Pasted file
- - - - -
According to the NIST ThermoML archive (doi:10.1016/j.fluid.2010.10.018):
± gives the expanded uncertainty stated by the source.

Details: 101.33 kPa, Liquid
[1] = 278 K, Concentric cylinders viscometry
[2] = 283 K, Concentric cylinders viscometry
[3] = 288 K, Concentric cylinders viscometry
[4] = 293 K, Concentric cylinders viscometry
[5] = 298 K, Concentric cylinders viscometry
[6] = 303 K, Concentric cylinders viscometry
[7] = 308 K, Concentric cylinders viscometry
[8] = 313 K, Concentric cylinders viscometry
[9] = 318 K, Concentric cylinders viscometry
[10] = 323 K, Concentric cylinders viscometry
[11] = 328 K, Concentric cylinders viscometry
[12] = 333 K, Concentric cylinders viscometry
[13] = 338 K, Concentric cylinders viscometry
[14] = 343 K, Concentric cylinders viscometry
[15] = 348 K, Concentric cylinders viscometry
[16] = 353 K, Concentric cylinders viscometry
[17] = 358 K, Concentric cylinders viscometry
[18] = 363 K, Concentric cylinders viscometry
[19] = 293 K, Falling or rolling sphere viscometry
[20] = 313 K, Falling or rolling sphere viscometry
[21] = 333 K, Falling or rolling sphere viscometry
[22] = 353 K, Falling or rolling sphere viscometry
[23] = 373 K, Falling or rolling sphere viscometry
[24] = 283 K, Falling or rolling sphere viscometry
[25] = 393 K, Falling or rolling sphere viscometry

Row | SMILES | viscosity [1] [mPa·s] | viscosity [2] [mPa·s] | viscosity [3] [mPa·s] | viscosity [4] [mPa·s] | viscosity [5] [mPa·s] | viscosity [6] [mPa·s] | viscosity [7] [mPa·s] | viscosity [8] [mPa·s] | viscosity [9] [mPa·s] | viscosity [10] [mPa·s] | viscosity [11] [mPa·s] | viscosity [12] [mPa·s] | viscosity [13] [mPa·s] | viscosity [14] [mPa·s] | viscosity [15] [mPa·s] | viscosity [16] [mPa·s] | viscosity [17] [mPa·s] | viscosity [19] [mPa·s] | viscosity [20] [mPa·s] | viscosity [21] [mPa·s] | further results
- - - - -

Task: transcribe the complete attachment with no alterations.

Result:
According to the NIST ThermoML archive (doi:10.1016/j.fluid.2010.10.018):
± gives the expanded uncertainty stated by the source.

Details: 101.33 kPa, Liquid
[1] = 278 K, Concentric cylinders viscometry
[2] = 283 K, Concentric cylinders viscometry
[3] = 288 K, Concentric cylinders viscometry
[4] = 293 K, Concentric cylinders viscometry
[5] = 298 K, Concentric cylinders viscometry
[6] = 303 K, Concentric cylinders viscometry
[7] = 308 K, Concentric cylinders viscometry
[8] = 313 K, Concentric cylinders viscometry
[9] = 318 K, Concentric cylinders viscometry
[10] = 323 K, Concentric cylinders viscometry
[11] = 328 K, Concentric cylinders viscometry
[12] = 333 K, Concentric cylinders viscometry
[13] = 338 K, Concentric cylinders viscometry
[14] = 343 K, Concentric cylinders viscometry
[15] = 348 K, Concentric cylinders viscometry
[16] = 353 K, Concentric cylinders viscometry
[17] = 358 K, Concentric cylinders viscometry
[18] = 363 K, Concentric cylinders viscometry
[19] = 293 K, Falling or rolling sphere viscometry
[20] = 313 K, Falling or rolling sphere viscometry
[21] = 333 K, Falling or rolling sphere viscometry
[22] = 353 K, Falling or rolling sphere viscometry
[23] = 373 K, Falling or rolling sphere viscometry
[24] = 283 K, Falling or rolling sphere viscometry
[25] = 393 K, Falling or rolling sphere viscometry

Row | SMILES | viscosity [1] [mPa·s] | viscosity [2] [mPa·s] | viscosity [3] [mPa·s] | viscosity [4] [mPa·s] | viscosity [5] [mPa·s] | viscosity [6] [mPa·s] | viscosity [7] [mPa·s] | viscosity [8] [mPa·s] | viscosity [9] [mPa·s] | viscosity [10] [mPa·s] | viscosity [11] [mPa·s] | viscosity [12] [mPa·s] | viscosity [13] [mPa·s] | viscosity [14] [mPa·s] | viscosity [15] [mPa·s] | viscosity [16] [mPa·s] | viscosity [17] [mPa·s] | viscosity [19] [mPa·s] | viscosity [20] [mPa·s] | viscosity [21] [mPa·s] | further results